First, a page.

A system to identify inhibitors of mTOR signaling using high-resolution growth analysis in Saccharomyces cerevisiae
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The mechanistic target of rapamycin (mTOR) is a central regulator of growth and proliferation and mTOR inhibition is a promising therapy for a variety of diseases and disorders. Inhibition of mTOR complex I (mTORC1) with rapamycin delays aging and increases healthy longevity in laboratory animals and is used clinically at high doses to prevent organ transplant rejection and to treat some forms of cancer. Clinical use of rapamycin is associated with several unwanted side effects, however, and several strategies are being taken to identify mTORC1 inhibitors with fewer side effects. We describe here a yeast-based growth assay that can be used to screen for novel inhibitors of mTORC1. By testing compounds using a wild-type strain and isogenic cells lacking either TOR1 or FPR1, we can resolve not only whether a compound is an inhibitor of mTORC1 but also whether the inhibitor acts through a mechanism similar to rapamycin by binding Fpr1. Using this assay, we show that rapamycin derivatives behave similarly to rapamycin, while caffeine and the ATP competitive inhibitors Torin 1 and GSK2126458 are mTORC1 inhibitors in yeast that act independently of Fpr1. Some mTOR inhibitors in mammalian cells do not inhibit mTORC1 in yeast, and several nutraceutical compounds were not found to specifically inhibit mTOR but resulted in a general inhibition of yeast growth. Our screening method holds promise as a means of effectively assaying drug libraries for mTOR-inhibitory molecules in vivo that may be adapted as novel treatments to fight diseases and extend healthy longevity.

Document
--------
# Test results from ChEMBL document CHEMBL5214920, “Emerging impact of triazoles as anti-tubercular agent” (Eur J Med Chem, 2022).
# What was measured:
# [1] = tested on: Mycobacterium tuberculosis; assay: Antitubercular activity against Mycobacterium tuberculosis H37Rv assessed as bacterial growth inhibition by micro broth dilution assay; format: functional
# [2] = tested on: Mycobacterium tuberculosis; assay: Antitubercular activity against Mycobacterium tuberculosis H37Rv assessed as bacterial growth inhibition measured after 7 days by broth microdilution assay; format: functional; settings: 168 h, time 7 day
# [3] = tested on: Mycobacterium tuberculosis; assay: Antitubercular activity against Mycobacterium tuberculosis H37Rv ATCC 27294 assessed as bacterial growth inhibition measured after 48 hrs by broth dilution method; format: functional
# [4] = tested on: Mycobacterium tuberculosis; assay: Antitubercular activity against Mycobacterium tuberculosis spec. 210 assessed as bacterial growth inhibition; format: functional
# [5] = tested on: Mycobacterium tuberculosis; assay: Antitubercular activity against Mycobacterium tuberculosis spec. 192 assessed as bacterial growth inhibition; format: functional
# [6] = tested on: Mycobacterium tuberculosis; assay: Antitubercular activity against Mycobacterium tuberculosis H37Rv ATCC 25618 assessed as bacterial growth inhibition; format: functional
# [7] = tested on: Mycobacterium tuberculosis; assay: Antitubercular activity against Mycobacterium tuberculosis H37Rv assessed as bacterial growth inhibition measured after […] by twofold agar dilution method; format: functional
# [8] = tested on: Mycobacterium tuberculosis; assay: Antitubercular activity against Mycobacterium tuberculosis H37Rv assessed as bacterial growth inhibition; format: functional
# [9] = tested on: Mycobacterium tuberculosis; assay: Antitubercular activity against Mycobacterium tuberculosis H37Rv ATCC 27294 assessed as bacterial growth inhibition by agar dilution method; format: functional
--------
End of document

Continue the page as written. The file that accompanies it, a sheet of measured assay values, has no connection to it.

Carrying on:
KeywordsmTOR Saccharomyces cerevisiae Yeast
This work was supported by the University of Washington Nathan Shock Center of Excellence in the Basic Biology of Aging Invertebrate Longevity and Healthspan Core (P30AG013280) and a grant to MK from USANA Health Sciences. MBL was supported by the Howard Hughes Medical Institute (HHMI) Gilliam Fellowship for Advanced Study, the National Institutes of Health (NIH) Cellular and Molecular Biology training grant (T32GM7270-39), and the University of Washington Graduate Opportunities and Minority Achievement Program (UW GO-MAP) Bank of America Fellowship.
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